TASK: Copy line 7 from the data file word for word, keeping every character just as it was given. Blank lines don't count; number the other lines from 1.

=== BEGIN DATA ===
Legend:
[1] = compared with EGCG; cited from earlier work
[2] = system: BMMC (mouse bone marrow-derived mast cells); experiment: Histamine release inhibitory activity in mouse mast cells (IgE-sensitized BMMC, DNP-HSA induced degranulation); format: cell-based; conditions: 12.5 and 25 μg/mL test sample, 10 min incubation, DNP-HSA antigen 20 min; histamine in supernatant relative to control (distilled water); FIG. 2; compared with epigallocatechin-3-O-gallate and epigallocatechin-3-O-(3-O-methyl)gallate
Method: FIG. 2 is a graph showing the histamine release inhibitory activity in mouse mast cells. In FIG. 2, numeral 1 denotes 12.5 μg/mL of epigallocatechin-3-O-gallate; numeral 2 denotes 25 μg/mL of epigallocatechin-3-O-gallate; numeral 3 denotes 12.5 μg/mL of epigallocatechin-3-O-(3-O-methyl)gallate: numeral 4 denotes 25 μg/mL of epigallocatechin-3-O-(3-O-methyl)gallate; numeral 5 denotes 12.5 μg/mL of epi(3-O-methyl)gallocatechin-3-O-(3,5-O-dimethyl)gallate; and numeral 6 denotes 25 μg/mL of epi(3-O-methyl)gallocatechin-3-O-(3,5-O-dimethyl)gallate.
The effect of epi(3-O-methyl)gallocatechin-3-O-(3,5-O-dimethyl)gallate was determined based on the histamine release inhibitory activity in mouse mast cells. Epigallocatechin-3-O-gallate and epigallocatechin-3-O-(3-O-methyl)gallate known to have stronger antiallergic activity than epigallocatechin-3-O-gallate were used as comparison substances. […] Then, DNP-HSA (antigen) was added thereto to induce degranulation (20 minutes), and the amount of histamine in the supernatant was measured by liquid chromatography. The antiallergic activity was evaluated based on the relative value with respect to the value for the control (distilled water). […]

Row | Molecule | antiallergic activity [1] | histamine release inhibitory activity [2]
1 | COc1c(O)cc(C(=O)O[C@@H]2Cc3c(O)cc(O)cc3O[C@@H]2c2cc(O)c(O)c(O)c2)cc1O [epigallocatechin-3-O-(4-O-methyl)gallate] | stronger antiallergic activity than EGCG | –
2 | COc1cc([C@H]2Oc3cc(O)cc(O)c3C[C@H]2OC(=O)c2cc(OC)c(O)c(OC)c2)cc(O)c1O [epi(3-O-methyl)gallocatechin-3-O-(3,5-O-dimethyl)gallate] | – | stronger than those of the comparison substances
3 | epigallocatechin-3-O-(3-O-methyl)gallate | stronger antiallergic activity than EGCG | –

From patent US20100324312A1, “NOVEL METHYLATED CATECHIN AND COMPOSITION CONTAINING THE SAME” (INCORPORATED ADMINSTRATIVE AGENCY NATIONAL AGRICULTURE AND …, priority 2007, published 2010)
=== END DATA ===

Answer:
1 | COc1c(O)cc(C(=O)O[C@@H]2Cc3c(O)cc(O)cc3O[C@@H]2c2cc(O)c(O)c(O)c2)cc1O [epigallocatechin-3-O-(4-O-methyl)gallate] | stronger antiallergic activity than EGCG | –